Saturday, July 30, 2016

NBA and WNBA Protests: A Recap

Some news that I think would have gotten a lot more coverage if not for a presidential contest that is getting most of the attention lately...

The NBA announced it will not play the 2017 all-star game in Charlotte because of the North Carolina state law known as House Bill 2. The Charlotte Observer reports on discussions between the NBA and North Carolina Governor Pat McCrory regarding potential changes to the law. The official statement from the NBA, in part, says:

"Since March, when North Carolina enacted HB2 and the issue of legal protections for the LGBT community in Charlotte became prominent, the NBA and the Charlotte Hornets have been working diligently to foster constructive dialogue and try to effect positive change. We have been guided in these discussions by the long-standing core values of our league. These include not only diversity, inclusion, fairness and respect for others but also the willingness to listen and consider opposing points of view."

The USA Today described the decision as monumental. Sports Illustrated called it the right decision, along with saying it was good business and smart marketing.

Dave Zirin praised NBA commissioner Adam Silver for the decision to move the all-star game but noted the hypocrisy of fining WNBA players for wearing shirts during a pre-game warm-up with the names Alton Sterling and Philando Castile, along with #BlackLivesMatter. The Dallas police shield and #Dallas5 were also on the shirts. 

Zirin wrote: "On paper, this looks like a breathtaking double standard, or at least a confused contradiction. But it makes sense if you understand that standing up to this North Carolina law isn’t just the right thing to do. It’s smart for a league that wants to market itself as young, LGBT friendly, and willing to stand up for those being demonized by the state’s execrable governor, Pat McCrory. The NBA is now costing the state of North Carolina tens of millions of dollars by pulling the game. But its own risk is minimal. To stand with #BlackLivesMatter and to sanction the use of the court as a political space, holds a great deal more risk. You risk alienating white fans. You risk police walkouts, which took place in Minnesota when off-duty police hired as WNBA security walked out of the arena when they saw shirts that said #BlackLivesMatter."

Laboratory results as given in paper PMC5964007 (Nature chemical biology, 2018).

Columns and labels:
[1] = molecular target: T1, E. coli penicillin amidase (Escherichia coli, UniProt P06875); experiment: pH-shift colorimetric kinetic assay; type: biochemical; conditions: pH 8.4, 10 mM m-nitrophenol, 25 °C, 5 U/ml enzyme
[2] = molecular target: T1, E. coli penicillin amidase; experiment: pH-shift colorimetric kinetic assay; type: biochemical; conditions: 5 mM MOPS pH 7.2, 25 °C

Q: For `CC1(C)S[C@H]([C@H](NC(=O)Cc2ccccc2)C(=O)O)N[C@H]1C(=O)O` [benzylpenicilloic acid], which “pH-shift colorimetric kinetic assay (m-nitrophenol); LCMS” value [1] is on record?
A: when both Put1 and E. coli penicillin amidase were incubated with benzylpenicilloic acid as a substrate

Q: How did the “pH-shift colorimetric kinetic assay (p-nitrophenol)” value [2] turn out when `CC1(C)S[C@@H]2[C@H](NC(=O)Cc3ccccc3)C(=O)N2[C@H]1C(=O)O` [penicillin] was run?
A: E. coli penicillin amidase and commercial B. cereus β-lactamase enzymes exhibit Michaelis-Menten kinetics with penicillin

WNBA players spoke out about the punishment, including Tina Charles, who tweeted "I refuse to be silent."

The fines were rescinded.

In an article entitled "Why Can NBA Players Be Activists But WNBA Players Can't?", Angel Diaz notes that NBA players previously took a stance against police brutality without facing consequences from the league.

Slate writer Christina Cauterucci commended WNBA players for "setting a new standard for what sports figures can do to support political movements."

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